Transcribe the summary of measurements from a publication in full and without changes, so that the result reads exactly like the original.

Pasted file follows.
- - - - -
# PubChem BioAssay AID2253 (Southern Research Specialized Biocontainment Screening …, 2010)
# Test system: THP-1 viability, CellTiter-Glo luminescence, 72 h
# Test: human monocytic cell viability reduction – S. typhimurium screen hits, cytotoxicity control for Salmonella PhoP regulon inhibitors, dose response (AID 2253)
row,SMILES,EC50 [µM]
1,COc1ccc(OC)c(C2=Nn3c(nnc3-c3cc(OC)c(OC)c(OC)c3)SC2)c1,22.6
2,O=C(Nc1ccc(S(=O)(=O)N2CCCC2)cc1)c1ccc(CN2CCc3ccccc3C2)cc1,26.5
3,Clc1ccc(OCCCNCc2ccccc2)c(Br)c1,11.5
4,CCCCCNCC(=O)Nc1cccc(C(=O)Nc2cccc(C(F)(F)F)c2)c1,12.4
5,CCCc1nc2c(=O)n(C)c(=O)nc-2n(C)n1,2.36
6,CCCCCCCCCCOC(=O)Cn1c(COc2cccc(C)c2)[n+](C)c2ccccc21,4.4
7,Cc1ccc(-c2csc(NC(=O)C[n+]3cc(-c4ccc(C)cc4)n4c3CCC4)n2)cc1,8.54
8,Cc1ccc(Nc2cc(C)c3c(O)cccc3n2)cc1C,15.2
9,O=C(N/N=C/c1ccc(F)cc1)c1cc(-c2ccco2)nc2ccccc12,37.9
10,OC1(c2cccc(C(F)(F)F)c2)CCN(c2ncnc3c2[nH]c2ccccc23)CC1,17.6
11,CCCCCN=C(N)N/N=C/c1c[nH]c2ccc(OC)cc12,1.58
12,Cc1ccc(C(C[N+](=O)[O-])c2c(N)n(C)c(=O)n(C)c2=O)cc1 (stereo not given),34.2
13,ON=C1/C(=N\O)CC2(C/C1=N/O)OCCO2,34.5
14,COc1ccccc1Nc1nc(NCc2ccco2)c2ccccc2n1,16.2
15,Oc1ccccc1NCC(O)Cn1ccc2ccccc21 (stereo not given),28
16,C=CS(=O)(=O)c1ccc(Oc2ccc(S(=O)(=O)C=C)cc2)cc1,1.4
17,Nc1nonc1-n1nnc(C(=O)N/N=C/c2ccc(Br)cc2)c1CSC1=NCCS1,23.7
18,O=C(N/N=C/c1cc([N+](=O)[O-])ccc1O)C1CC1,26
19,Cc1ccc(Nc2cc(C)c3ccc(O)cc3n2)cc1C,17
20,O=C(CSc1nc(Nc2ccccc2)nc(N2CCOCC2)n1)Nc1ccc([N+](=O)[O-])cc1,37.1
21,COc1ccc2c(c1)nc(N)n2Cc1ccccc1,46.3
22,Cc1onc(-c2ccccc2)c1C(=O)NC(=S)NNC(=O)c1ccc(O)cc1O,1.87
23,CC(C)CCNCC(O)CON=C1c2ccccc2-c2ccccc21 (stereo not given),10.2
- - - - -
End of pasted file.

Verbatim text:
# PubChem BioAssay AID2253 (Southern Research Specialized Biocontainment Screening …, 2010)
# Test system: THP-1 viability, CellTiter-Glo luminescence, 72 h
# Test: human monocytic cell viability reduction – S. typhimurium screen hits, cytotoxicity control for Salmonella PhoP regulon inhibitors, dose response (AID 2253)
row,SMILES,EC50 [µM]
1,COc1ccc(OC)c(C2=Nn3c(nnc3-c3cc(OC)c(OC)c(OC)c3)SC2)c1,22.6
2,O=C(Nc1ccc(S(=O)(=O)N2CCCC2)cc1)c1ccc(CN2CCc3ccccc3C2)cc1,26.5
3,Clc1ccc(OCCCNCc2ccccc2)c(Br)c1,11.5
4,CCCCCNCC(=O)Nc1cccc(C(=O)Nc2cccc(C(F)(F)F)c2)c1,12.4
5,CCCc1nc2c(=O)n(C)c(=O)nc-2n(C)n1,2.36
6,CCCCCCCCCCOC(=O)Cn1c(COc2cccc(C)c2)[n+](C)c2ccccc21,4.4
7,Cc1ccc(-c2csc(NC(=O)C[n+]3cc(-c4ccc(C)cc4)n4c3CCC4)n2)cc1,8.54
8,Cc1ccc(Nc2cc(C)c3c(O)cccc3n2)cc1C,15.2
9,O=C(N/N=C/c1ccc(F)cc1)c1cc(-c2ccco2)nc2ccccc12,37.9
10,OC1(c2cccc(C(F)(F)F)c2)CCN(c2ncnc3c2[nH]c2ccccc23)CC1,17.6
11,CCCCCN=C(N)N/N=C/c1c[nH]c2ccc(OC)cc12,1.58
12,Cc1ccc(C(C[N+](=O)[O-])c2c(N)n(C)c(=O)n(C)c2=O)cc1 (stereo not given),34.2
13,ON=C1/C(=N\O)CC2(C/C1=N/O)OCCO2,34.5
14,COc1ccccc1Nc1nc(NCc2ccco2)c2ccccc2n1,16.2
15,Oc1ccccc1NCC(O)Cn1ccc2ccccc21 (stereo not given),28
16,C=CS(=O)(=O)c1ccc(Oc2ccc(S(=O)(=O)C=C)cc2)cc1,1.4
17,Nc1nonc1-n1nnc(C(=O)N/N=C/c2ccc(Br)cc2)c1CSC1=NCCS1,23.7
18,O=C(N/N=C/c1cc([N+](=O)[O-])ccc1O)C1CC1,26
19,Cc1ccc(Nc2cc(C)c3ccc(O)cc3n2)cc1C,17
20,O=C(CSc1nc(Nc2ccccc2)nc(N2CCOCC2)n1)Nc1ccc([N+](=O)[O-])cc1,37.1
21,COc1ccc2c(c1)nc(N)n2Cc1ccccc1,46.3
22,Cc1onc(-c2ccccc2)c1C(=O)NC(=S)NNC(=O)c1ccc(O)cc1O,1.87
23,CC(C)CCNCC(O)CON=C1c2ccccc2-c2ccccc21 (stereo not given),10.2